Bills of exchange Bills of exchange are commonly used for trade credit

Bills of exchange bills of exchange are commonly used

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Bills of exchange . Bills of exchange are commonly used for trade credit especially. They will be discussed in more detail in paragraph 6.3. Contra accounts . This method of payment is used when two enter- prises sell products or services to each other. Enterprise A sells fabric to enterprise B, and enterprise B in turn sells the clothing it manufactures to enterprise A. The two enterprises agree about the way in which differences in amounts owing will be paid. Informa- tion about the state of the accounts must be exchanged monthly to ensure that there is complete agreement about the outstanding amounts owed by both parties. Post-dated cheques . This method of payment can be used in the case of a relatively unknown buyer who cannot pay for the goods in advance. Enterprises granting consumer credit usually also accept post-dated cheques. The cheques are filed until they have to be paid in at the bank. This method can be risky because the enterprise cannot be absolutely certain whether the bank will pay out the cheque (and whether the buyer will indeed have the ability to pay at this later date). Sometimes debtors pay with post-dated cheques because they do not want their accounts to become overdue, for example when they are going on holiday. This situation should not be confused with the receipt of post-dated cheques some time after the goods have been received - it may be a sign of liquidity problems (that is, a sign that the person or enterprise is unable to pay). CMG111CE 192 CHAPTER 6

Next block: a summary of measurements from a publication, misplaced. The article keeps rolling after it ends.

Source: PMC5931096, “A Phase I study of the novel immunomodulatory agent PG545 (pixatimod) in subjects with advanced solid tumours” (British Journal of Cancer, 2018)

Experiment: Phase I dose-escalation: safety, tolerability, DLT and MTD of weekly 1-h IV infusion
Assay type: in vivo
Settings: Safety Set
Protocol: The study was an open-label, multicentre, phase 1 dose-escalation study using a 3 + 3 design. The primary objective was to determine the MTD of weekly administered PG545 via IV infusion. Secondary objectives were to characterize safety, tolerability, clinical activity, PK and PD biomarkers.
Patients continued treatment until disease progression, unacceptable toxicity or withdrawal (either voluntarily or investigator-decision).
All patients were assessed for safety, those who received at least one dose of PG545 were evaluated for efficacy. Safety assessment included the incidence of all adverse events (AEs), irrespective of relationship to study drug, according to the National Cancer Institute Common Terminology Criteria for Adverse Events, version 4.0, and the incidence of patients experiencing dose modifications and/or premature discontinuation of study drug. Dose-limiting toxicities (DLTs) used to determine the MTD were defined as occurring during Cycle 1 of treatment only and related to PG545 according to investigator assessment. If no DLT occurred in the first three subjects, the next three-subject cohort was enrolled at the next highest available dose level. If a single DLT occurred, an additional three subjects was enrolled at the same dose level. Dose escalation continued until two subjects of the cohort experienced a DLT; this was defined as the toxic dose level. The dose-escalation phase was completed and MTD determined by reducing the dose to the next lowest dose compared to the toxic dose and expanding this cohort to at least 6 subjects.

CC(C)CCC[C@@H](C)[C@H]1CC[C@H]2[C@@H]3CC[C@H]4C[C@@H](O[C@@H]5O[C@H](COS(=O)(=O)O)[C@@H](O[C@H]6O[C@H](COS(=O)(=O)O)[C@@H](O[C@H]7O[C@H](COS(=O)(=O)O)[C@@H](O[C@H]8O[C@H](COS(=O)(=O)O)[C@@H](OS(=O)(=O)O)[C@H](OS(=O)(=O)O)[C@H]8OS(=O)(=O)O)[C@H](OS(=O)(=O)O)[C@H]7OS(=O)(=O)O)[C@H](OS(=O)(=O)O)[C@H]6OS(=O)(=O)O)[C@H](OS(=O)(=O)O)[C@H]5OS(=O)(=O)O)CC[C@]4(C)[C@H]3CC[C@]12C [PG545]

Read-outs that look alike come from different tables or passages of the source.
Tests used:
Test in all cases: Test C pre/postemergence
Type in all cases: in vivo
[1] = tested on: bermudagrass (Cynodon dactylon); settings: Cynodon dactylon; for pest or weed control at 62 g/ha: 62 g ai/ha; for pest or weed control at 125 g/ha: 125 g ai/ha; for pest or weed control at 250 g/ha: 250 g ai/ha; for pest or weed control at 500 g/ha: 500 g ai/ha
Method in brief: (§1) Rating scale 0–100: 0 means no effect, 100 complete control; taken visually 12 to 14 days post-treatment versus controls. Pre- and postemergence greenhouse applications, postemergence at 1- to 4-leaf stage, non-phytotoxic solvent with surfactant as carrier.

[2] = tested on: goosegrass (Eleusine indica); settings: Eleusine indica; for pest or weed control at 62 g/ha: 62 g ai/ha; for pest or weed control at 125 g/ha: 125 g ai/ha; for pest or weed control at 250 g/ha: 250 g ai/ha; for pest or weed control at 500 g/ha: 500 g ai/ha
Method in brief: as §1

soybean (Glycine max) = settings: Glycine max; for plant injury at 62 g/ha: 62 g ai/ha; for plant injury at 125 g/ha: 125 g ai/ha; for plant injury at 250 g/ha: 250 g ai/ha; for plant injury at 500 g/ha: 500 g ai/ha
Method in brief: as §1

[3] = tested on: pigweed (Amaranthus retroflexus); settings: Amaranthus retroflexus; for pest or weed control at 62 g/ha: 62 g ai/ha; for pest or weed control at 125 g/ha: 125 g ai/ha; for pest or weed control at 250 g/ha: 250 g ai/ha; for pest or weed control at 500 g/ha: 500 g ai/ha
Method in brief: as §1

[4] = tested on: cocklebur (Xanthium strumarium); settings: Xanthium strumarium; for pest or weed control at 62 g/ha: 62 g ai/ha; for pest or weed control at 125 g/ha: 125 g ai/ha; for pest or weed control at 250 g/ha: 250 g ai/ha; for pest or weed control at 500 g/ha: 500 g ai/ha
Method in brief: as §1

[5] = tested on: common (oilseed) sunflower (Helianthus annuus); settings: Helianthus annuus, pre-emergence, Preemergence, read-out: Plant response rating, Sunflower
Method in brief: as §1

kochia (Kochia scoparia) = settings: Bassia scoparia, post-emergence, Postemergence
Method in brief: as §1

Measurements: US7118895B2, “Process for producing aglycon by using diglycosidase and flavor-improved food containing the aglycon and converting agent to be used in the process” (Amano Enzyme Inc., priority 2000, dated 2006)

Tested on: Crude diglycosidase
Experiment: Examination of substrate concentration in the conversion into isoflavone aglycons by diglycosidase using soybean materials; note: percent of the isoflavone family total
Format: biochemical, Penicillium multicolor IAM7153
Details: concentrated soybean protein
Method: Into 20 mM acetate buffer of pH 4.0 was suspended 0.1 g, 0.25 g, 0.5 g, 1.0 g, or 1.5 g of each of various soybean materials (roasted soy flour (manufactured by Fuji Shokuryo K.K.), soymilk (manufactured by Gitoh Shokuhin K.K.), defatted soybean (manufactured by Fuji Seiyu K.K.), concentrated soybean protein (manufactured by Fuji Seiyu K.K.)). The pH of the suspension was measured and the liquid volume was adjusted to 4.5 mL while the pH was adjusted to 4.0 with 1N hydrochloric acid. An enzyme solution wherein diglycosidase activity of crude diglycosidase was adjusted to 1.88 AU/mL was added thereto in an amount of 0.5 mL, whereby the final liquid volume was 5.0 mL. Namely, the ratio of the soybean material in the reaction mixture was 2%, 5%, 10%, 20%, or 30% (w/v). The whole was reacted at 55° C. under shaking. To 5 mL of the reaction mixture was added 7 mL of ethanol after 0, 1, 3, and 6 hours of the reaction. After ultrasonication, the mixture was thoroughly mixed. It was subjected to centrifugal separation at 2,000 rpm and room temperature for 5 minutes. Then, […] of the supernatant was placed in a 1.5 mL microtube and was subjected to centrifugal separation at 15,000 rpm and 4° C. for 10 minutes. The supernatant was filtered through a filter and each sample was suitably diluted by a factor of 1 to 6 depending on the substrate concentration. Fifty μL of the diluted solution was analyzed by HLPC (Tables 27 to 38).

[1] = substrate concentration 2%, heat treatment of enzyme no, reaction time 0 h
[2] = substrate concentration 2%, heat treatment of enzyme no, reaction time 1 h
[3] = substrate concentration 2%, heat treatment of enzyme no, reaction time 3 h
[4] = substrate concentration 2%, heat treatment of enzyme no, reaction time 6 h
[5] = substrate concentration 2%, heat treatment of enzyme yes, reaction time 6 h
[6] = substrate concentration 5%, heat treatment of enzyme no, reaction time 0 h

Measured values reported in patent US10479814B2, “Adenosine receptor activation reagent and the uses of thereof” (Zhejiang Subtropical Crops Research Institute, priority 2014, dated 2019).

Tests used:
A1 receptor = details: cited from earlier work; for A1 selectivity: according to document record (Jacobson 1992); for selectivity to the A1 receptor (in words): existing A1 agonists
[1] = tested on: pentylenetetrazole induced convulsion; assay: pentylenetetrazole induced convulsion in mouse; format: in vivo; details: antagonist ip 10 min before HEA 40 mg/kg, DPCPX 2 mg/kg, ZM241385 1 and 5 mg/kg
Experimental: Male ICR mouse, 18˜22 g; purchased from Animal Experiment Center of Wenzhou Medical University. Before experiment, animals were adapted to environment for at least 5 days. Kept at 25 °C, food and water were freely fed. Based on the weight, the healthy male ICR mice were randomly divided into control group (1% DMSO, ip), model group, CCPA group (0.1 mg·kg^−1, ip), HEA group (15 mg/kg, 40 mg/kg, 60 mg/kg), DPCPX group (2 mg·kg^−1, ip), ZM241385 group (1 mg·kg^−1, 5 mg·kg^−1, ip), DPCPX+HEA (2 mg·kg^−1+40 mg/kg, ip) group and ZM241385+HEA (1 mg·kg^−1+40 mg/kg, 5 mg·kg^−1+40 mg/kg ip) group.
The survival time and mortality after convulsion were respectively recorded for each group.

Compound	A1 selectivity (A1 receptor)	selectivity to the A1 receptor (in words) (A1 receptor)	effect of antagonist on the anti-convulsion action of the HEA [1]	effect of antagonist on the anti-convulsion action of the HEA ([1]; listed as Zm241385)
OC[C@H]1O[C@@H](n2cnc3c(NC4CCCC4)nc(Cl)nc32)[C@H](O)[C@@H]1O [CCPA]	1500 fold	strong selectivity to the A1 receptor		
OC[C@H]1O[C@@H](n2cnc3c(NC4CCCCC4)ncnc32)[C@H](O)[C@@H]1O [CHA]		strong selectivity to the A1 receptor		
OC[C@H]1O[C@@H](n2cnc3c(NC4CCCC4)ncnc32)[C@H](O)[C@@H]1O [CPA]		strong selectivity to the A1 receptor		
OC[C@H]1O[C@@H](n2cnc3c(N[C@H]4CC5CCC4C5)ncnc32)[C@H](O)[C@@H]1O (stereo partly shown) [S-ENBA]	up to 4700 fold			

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Another method of payment is advance payment . This means that the buyer must pay the account before the products or services are provided. This arrangement is often made if: there is doubt about the buyer s ability to pay the enterprise is unwilling to accept any risk with regard to late payment or no payment the customer has just started trading (a new enterprise) Terms of advance payment include the following types of arrangement: Cash with order or cash in advance . This means that the customer must send the payment (for example a cheque or postal order) together with the order. In this case the seller bears no risk whatsoever. An example is when a person orders products from a mail-order service and sends a cheque together with the order. Cash before delivery . This arrangement is slightly less strict than cash with order. Here the seller may prepare and package the goods, but the goods are not delivered before payment has been received. Examples are a small business buying and paying for a computer at a certain enterprise, after which the enterprise delivers it to the small business s premises; or someone buying a television set from Dions after which it is delivered to his home.
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